SECOND STEP ALONG THE PATH
This step is very critical because, as mentioned before, it is serious and can be quite a bummer for some and quite an eyeopener for others. It is an extremely important step however, because of how it critiques Zen. It is highly viable information that you should add to your repertoire of knowlege before continuing on. What you do with the information is up to your own discretion. If you have read the previously suggested pages, and you should have if you are here now, you should have run across a link to the Yasutani Hakuun Roshi web page. On that page are two links, both of which I would like you to go to and read if you have not done so. When you do read them you are probably going to say something like "My god, what is this guy presenting me?"
The thing is, I am trying to show you there are no sacred cows...in Zen, Buddhism, Enlightenment, or anything else. There is a saying in Zen that goes "If you see the Buddha on the road, kill him." That does not mean if you physically see the Buddha on the road, physically kill him. What it means is not to confuse the Buddha and all the bells and whistles for the Truth. Get rid of the BS, eliminate the baggage. Move on, cut to the quick.
- COMING DOWN FROM THE ZEN CLOUDS: A Critique of the Current State of American Zen
- SANBO KYODEN ZEN: The Heritage of Western Zen
In the next folder, Folder #3, there is a capsule review by Tony Mayo where he writes:
the contrast the entire message would have been lost.
Ancient mystics, quantum physicists, and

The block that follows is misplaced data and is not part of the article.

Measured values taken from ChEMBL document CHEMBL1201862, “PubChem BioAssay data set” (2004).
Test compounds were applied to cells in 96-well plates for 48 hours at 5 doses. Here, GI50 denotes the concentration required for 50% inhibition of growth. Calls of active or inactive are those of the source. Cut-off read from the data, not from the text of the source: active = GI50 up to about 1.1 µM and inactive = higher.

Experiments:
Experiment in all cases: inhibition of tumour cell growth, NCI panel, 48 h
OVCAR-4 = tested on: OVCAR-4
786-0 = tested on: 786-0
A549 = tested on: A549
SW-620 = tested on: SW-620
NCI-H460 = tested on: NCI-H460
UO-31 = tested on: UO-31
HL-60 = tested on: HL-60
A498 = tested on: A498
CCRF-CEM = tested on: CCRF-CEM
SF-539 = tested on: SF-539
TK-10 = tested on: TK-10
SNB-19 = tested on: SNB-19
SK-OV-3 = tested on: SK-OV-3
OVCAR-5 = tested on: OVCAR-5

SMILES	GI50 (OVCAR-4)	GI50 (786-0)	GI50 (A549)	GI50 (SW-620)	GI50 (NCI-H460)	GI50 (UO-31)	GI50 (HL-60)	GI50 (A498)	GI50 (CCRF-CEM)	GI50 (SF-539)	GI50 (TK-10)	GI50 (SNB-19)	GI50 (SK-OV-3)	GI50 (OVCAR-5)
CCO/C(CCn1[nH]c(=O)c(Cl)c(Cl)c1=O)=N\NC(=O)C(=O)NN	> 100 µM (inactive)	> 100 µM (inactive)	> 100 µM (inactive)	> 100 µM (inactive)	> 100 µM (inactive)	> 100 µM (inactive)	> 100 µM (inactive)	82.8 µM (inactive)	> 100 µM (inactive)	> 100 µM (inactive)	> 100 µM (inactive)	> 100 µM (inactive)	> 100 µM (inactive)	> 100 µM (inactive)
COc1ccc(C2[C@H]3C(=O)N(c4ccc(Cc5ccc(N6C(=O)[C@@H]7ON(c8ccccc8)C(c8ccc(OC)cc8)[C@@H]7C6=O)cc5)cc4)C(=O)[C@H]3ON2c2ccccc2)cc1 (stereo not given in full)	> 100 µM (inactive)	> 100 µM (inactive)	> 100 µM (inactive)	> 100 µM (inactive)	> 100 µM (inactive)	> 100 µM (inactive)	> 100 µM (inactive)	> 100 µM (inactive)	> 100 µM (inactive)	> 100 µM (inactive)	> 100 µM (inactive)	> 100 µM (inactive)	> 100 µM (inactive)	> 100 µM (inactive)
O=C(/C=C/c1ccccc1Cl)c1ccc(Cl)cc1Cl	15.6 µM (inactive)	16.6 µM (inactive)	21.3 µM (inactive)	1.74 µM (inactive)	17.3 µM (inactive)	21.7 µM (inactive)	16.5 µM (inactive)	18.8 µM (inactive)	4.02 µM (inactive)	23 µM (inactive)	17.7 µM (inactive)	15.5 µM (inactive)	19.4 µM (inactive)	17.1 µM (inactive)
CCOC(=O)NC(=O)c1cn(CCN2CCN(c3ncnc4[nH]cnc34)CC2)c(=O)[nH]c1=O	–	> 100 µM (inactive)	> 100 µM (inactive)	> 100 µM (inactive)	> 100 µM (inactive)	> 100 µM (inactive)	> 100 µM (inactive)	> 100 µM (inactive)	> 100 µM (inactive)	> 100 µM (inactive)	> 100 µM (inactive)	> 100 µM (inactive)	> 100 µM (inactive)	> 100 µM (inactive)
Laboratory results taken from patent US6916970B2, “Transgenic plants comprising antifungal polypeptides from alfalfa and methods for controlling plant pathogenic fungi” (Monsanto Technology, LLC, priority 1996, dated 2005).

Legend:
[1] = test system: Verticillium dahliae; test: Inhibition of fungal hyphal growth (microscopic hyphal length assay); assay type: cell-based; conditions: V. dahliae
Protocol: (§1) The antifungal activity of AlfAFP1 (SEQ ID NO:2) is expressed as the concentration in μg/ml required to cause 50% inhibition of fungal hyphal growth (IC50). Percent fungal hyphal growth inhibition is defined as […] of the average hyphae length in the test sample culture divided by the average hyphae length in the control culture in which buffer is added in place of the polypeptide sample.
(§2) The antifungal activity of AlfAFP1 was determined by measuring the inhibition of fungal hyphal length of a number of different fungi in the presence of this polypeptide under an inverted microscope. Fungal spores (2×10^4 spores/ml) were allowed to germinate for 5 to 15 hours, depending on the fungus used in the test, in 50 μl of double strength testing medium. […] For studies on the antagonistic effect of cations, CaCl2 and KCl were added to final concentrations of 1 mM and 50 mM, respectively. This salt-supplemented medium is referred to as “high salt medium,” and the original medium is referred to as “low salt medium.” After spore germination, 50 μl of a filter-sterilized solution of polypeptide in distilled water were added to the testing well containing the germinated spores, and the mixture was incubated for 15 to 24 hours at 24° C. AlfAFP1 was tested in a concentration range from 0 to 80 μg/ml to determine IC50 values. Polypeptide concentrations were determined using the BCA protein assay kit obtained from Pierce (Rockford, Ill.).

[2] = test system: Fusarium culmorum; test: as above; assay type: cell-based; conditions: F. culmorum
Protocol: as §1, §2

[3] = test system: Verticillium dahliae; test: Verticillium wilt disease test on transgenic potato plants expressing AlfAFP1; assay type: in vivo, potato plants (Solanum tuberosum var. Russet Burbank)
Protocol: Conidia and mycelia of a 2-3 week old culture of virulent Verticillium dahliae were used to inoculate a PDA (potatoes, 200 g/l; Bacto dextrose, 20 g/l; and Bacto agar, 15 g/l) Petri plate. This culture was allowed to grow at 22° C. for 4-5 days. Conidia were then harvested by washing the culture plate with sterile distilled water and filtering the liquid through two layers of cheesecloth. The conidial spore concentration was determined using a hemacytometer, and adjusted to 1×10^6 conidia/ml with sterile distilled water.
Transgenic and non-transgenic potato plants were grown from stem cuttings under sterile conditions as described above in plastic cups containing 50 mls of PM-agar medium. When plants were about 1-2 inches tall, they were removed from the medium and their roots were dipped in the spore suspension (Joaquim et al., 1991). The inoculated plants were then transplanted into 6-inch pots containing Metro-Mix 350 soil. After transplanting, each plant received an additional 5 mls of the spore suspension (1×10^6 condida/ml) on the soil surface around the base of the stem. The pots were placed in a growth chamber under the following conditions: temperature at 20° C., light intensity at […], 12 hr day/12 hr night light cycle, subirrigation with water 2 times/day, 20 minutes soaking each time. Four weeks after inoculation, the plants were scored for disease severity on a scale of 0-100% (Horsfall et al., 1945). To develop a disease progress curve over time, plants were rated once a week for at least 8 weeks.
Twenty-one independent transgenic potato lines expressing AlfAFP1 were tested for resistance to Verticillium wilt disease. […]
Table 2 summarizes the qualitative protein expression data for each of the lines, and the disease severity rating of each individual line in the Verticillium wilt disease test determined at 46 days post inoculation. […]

existentialist philosophers are all giving us that
same message. Neither figure nor ground is the
thing itself, nor even both together. There is no
"thing" at all, except as we create it in our minds.
It is the relationship between figure and ground
that gives rise to an experience, and neither can
exist without the other. Take away the ground and
there is no boundary for the figure, take away the
figure and the ground is meaningless. Each is
relative to the other and neither stands alone.
It is the contrast to conventional thought regarding things Zen and Enlightenment I am trying to present with the above. After having read the two articles we will reconstruct the reality.
Also, on occasion there are those that think Zen and the Enlightenment experience are "male," a domain only for men and dominated by men. Even some aspects of Buddhism seem to support such an outlook. Such is NOT the case however as Enlightenment knows no bounds. To clear up any questions in the area please go to:
- CHINESE BHIKSHUNI'S IN THE CH'AN TRADITION
- MAN AND WOMAN IN THE TEACHING OF THE BUDDHA
A little off track, but for those so interested, there is a page that lists many, many quality selected resources related to Women-Buddhism, of which the two above came from, at:
- ZEN, WOMEN, AND BUDDHISM: Zen, the Tao, Enlightenment from the Women's Perspective
When you are finished reading the above articles click to Folder #3 below. Don't give up yet, there is a method to all of this
GO TO FOLDER THREE: THIRD STEP, CONTINUING...
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